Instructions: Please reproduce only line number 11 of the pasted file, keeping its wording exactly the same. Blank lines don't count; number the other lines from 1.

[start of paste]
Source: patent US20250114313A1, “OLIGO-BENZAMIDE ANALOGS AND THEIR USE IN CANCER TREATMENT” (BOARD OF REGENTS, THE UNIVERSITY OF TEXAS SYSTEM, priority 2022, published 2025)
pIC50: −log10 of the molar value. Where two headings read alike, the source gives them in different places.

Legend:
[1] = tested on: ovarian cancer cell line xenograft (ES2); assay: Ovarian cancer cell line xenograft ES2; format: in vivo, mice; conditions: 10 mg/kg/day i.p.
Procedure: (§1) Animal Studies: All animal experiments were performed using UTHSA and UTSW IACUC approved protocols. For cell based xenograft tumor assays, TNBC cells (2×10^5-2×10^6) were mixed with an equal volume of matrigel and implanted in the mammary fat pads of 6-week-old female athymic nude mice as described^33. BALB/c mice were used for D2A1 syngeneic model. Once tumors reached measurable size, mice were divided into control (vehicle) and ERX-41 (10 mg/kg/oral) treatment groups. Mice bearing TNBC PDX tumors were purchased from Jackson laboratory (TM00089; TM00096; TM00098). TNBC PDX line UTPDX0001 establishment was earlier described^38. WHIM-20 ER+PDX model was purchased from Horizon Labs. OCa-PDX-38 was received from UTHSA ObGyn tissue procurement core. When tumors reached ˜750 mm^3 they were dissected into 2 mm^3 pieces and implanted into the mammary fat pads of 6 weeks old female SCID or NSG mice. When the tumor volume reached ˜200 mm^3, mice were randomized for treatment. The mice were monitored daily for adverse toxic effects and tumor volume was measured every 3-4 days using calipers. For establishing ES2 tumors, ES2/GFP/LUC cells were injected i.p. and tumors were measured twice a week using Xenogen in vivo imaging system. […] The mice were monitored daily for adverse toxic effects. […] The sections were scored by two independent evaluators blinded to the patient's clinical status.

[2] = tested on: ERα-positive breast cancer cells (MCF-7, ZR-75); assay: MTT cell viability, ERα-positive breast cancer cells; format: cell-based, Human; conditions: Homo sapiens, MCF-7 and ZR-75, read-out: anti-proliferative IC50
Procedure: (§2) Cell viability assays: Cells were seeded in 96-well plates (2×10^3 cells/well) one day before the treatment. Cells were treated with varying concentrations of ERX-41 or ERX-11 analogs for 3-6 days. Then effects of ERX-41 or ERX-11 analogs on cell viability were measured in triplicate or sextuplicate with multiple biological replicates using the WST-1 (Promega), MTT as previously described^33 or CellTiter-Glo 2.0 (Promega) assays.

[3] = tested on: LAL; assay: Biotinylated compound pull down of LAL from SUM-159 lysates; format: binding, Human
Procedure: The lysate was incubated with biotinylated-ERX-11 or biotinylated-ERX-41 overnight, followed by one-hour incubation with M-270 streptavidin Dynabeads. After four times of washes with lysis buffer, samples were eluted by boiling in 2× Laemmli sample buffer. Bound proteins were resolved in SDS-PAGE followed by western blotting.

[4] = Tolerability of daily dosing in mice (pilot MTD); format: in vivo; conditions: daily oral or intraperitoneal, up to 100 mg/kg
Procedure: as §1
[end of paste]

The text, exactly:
Procedure: as §1